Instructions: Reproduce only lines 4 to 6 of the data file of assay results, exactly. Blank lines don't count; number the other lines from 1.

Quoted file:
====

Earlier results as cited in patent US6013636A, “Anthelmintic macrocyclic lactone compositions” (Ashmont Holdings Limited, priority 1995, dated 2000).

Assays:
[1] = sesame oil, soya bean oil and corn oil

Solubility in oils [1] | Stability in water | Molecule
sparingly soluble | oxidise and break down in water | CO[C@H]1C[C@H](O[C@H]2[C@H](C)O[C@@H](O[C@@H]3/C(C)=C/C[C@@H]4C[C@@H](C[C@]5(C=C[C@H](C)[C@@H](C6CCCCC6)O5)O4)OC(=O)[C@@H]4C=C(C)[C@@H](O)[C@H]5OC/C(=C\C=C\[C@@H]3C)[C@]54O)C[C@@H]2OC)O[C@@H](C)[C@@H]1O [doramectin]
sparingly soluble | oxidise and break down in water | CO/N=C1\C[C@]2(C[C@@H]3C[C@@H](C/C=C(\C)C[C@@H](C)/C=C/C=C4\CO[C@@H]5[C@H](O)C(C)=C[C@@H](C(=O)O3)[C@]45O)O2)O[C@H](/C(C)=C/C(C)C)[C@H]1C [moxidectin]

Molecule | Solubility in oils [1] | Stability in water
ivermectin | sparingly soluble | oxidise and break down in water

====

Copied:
Solubility in oils [1] | Stability in water | Molecule
sparingly soluble | oxidise and break down in water | CO[C@H]1C[C@H](O[C@H]2[C@H](C)O[C@@H](O[C@@H]3/C(C)=C/C[C@@H]4C[C@@H](C[C@]5(C=C[C@H](C)[C@@H](C6CCCCC6)O5)O4)OC(=O)[C@@H]4C=C(C)[C@@H](O)[C@H]5OC/C(=C\C=C\[C@@H]3C)[C@]54O)C[C@@H]2OC)O[C@@H](C)[C@@H]1O [doramectin]
sparingly soluble | oxidise and break down in water | CO/N=C1\C[C@]2(C[C@@H]3C[C@@H](C/C=C(\C)C[C@@H](C)/C=C/C=C4\CO[C@@H]5[C@H](O)C(C)=C[C@@H](C(=O)O3)[C@]45O)O2)O[C@H](/C(C)=C/C(C)C)[C@H]1C [moxidectin]